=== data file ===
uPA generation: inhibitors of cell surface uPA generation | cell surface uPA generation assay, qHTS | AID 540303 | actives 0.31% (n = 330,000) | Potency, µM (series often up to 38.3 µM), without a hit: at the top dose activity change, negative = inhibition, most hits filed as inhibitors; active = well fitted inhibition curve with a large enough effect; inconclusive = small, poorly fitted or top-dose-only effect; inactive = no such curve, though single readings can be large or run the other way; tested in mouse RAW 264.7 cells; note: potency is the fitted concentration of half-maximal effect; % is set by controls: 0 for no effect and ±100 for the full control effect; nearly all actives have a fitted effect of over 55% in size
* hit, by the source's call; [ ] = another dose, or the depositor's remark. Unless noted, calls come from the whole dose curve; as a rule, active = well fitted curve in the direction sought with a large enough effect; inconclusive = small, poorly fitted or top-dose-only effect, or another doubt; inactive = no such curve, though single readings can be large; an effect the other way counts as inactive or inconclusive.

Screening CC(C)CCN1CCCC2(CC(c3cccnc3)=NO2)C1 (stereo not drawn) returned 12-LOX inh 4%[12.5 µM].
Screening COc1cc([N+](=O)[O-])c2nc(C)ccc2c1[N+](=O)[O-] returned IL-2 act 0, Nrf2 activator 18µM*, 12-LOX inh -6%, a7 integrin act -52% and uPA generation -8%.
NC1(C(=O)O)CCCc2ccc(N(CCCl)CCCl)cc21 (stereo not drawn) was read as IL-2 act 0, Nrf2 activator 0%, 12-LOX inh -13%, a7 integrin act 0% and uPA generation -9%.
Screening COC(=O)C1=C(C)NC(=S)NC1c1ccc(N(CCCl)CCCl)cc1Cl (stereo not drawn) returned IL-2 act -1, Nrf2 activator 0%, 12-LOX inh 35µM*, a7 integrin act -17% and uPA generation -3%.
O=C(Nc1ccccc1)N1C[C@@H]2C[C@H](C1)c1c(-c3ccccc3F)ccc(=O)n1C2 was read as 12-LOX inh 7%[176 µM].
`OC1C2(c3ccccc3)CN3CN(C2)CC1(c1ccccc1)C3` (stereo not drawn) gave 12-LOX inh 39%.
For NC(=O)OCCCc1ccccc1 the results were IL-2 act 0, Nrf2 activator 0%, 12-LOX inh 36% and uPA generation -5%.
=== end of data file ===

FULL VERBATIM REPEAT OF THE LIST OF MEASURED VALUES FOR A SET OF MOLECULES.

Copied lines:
uPA generation: inhibitors of cell surface uPA generation | cell surface uPA generation assay, qHTS | AID 540303 | actives 0.31% (n = 330,000) | Potency, µM (series often up to 38.3 µM), without a hit: at the top dose activity change, negative = inhibition, most hits filed as inhibitors; active = well fitted inhibition curve with a large enough effect; inconclusive = small, poorly fitted or top-dose-only effect; inactive = no such curve, though single readings can be large or run the other way; tested in mouse RAW 264.7 cells; note: potency is the fitted concentration of half-maximal effect; % is set by controls: 0 for no effect and ±100 for the full control effect; nearly all actives have a fitted effect of over 55% in size
* hit, by the source's call; [ ] = another dose, or the depositor's remark. Unless noted, calls come from the whole dose curve; as a rule, active = well fitted curve in the direction sought with a large enough effect; inconclusive = small, poorly fitted or top-dose-only effect, or another doubt; inactive = no such curve, though single readings can be large; an effect the other way counts as inactive or inconclusive.

Screening CC(C)CCN1CCCC2(CC(c3cccnc3)=NO2)C1 (stereo not drawn) returned 12-LOX inh 4%[12.5 µM].
Screening COc1cc([N+](=O)[O-])c2nc(C)ccc2c1[N+](=O)[O-] returned IL-2 act 0, Nrf2 activator 18µM*, 12-LOX inh -6%, a7 integrin act -52% and uPA generation -8%.
NC1(C(=O)O)CCCc2ccc(N(CCCl)CCCl)cc21 (stereo not drawn) was read as IL-2 act 0, Nrf2 activator 0%, 12-LOX inh -13%, a7 integrin act 0% and uPA generation -9%.
Screening COC(=O)C1=C(C)NC(=S)NC1c1ccc(N(CCCl)CCCl)cc1Cl (stereo not drawn) returned IL-2 act -1, Nrf2 activator 0%, 12-LOX inh 35µM*, a7 integrin act -17% and uPA generation -3%.
O=C(Nc1ccccc1)N1C[C@@H]2C[C@H](C1)c1c(-c3ccccc3F)ccc(=O)n1C2 was read as 12-LOX inh 7%[176 µM].
`OC1C2(c3ccccc3)CN3CN(C2)CC1(c1ccccc1)C3` (stereo not drawn) gave 12-LOX inh 39%.
For NC(=O)OCCCc1ccccc1 the results were IL-2 act 0, Nrf2 activator 0%, 12-LOX inh 36% and uPA generation -5%.